EXPOSURES Uncertain Journeys BY ASHLEY GILBERTSON NOV. 21, 2015 Photo Volunteers help refugees, primarily from Syria, Iraq and Afghanistan, disembark on the island of Lesbos, Greece, near Turkey. The Aegean Sea is particularly rough, with the first signs of winter storms beginning in late September when I made this photograph. During their journey, many refugees were seasick, and some suffered from life-threatening dehydration and cold. Credit Photographs by Ashley Gilbertson/VII Photo for Unicef
AFTER the Nov. 13 attacks in Paris, our resolve to help refugees should be stronger than ever. As we express our anger and grief, we must remember that they are fleeing precisely the type of violence that France experienced that night. Rather than turning them away, the United States and Europe need to fully commit to managing their safe passage, screening and settlement, and not leave it up to the ragtag teams of volunteers who have so far been stepping in where governments and agencies have failed.
I recently spent three weeks photographing the refugee crisis in Greece, the Balkans and Germany, on assignment for Unicef. On the rocky shores of the Greek island of Lesbos, people scrambled out of their boats, welcomed by an ad hoc group of dedicated and passionate volunteers. Almost 700,000 refugees have arrived in the country this year after making the dangerous passage by sea from Turkey.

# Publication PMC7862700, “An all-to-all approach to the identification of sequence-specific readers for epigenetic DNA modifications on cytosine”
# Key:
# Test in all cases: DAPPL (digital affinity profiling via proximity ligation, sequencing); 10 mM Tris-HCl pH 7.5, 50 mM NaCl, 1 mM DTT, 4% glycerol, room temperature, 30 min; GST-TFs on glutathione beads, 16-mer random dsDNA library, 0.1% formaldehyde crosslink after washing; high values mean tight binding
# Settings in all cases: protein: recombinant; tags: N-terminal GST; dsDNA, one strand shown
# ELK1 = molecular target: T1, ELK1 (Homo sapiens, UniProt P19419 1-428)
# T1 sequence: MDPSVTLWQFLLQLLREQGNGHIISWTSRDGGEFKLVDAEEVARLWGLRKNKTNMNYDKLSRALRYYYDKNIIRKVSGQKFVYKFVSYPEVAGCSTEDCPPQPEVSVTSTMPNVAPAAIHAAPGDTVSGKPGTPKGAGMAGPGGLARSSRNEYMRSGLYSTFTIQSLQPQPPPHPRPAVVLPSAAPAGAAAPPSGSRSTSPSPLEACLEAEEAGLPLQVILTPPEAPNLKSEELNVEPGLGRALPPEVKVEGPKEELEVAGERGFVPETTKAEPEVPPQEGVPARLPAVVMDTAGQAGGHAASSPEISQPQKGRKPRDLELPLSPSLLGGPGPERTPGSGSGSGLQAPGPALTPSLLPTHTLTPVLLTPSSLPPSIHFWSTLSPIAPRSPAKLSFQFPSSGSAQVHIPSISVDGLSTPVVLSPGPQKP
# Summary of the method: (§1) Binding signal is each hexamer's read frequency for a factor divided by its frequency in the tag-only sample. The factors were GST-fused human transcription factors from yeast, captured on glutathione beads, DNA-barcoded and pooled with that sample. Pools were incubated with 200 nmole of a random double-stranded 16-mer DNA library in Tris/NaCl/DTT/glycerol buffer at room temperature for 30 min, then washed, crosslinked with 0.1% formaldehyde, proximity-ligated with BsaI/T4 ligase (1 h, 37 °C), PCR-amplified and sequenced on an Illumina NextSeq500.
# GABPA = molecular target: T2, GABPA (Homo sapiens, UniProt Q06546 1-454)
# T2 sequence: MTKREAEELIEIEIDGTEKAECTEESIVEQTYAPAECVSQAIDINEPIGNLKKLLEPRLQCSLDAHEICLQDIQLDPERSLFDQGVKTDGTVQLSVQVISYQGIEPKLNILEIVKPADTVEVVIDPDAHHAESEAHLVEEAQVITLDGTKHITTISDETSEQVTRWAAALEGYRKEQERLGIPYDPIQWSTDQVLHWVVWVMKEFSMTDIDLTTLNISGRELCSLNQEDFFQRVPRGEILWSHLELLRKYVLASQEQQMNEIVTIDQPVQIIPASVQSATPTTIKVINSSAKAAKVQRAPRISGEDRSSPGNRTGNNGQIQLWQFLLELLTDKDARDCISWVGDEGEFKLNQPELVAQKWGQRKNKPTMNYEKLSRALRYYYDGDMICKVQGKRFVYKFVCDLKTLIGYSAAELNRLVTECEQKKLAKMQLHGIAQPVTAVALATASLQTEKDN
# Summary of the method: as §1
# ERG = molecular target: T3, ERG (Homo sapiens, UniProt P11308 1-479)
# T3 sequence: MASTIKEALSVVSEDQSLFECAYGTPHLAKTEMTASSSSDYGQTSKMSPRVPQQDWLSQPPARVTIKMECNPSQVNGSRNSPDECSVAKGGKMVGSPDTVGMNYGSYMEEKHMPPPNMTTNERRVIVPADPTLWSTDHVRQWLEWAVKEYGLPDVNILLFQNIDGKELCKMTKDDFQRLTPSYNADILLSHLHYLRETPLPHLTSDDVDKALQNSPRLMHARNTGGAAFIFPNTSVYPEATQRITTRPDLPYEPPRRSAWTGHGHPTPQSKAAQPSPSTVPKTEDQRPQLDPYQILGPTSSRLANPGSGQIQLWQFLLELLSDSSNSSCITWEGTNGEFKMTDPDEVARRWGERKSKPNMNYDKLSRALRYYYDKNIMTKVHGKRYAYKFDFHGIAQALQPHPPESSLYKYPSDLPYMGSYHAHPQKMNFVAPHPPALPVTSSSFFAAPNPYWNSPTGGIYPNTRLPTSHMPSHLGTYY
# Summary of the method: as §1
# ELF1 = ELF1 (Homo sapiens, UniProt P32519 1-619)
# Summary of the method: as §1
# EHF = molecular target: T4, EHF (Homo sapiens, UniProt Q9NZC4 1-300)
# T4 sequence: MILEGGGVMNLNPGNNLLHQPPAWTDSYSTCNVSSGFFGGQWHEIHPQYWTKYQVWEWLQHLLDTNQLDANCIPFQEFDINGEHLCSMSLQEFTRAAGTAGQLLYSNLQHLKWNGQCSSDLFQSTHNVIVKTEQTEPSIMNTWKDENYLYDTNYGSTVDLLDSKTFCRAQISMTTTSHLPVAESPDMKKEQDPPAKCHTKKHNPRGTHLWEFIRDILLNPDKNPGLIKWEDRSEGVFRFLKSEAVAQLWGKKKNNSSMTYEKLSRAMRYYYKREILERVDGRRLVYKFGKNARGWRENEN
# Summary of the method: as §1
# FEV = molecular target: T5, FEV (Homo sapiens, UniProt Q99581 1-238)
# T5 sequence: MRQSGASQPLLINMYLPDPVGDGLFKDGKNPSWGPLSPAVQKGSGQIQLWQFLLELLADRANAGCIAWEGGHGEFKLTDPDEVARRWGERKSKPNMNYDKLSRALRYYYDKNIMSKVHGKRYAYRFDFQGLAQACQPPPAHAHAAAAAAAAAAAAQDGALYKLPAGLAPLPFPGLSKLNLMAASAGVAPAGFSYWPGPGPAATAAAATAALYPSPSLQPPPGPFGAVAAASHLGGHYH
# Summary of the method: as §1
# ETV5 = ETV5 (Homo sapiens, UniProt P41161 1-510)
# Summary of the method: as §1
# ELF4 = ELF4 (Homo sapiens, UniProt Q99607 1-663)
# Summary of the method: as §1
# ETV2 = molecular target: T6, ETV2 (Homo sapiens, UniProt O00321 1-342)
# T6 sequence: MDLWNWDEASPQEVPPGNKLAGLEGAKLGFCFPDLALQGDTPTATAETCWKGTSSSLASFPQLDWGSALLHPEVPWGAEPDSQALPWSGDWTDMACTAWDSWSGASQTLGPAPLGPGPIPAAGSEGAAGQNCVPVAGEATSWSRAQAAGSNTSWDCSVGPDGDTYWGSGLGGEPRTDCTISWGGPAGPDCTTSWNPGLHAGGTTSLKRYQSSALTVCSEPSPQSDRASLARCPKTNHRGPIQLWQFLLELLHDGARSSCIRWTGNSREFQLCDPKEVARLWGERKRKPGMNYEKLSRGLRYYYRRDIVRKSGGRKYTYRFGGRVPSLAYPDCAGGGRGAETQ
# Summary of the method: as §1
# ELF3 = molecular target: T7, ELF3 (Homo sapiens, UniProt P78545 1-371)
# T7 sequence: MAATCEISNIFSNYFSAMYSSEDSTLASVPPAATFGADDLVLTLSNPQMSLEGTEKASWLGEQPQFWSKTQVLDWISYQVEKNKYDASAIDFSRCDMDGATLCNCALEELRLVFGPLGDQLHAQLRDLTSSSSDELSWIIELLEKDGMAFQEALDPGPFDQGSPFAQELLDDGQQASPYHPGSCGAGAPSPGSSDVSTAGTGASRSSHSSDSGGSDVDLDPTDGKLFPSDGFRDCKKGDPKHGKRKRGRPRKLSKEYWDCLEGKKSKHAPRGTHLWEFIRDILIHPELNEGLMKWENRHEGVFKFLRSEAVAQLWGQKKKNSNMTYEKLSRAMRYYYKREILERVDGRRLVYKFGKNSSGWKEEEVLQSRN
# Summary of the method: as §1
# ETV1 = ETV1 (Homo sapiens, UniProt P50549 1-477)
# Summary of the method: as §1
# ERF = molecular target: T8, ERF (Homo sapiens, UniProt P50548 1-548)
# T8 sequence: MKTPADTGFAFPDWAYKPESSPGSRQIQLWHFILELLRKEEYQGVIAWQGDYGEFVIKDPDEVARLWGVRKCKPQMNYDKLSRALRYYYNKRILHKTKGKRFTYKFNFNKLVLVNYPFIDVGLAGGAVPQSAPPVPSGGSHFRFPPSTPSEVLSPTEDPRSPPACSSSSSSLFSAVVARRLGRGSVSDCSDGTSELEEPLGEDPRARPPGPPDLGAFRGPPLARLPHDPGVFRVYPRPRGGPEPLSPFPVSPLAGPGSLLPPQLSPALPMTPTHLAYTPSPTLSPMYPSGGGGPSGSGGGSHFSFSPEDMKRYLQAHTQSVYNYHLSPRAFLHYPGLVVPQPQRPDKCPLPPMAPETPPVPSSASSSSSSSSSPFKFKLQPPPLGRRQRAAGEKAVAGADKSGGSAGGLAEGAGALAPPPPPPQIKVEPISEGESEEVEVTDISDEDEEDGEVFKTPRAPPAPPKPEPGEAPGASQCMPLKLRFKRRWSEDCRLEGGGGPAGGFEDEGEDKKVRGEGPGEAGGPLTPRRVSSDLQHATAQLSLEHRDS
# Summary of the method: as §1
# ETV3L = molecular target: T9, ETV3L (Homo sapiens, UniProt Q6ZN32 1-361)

Governments and NGOs generally have sophisticated systems in place to manage the flow of people in emergency situations in developing countries. But I came across only occasional interventions by organized agencies.
The volunteers, many on vacation from throughout Europe and the United States, were filling the gaps. Some of them had medical training; a group of Spanish lifeguards patrolled the coast, diving into the frigid waters to rescue people; some handed out sandwiches they were making all day; and others distributed warm, dry clothes collected from towns and suburbs back home.
“Welcome to Europe!” they called out, hugging relieved refugees. There were many tears. Children, then parents, were wrapped in metallic space blankets. They were given medical assistance and provided with information about the next steps in their passage.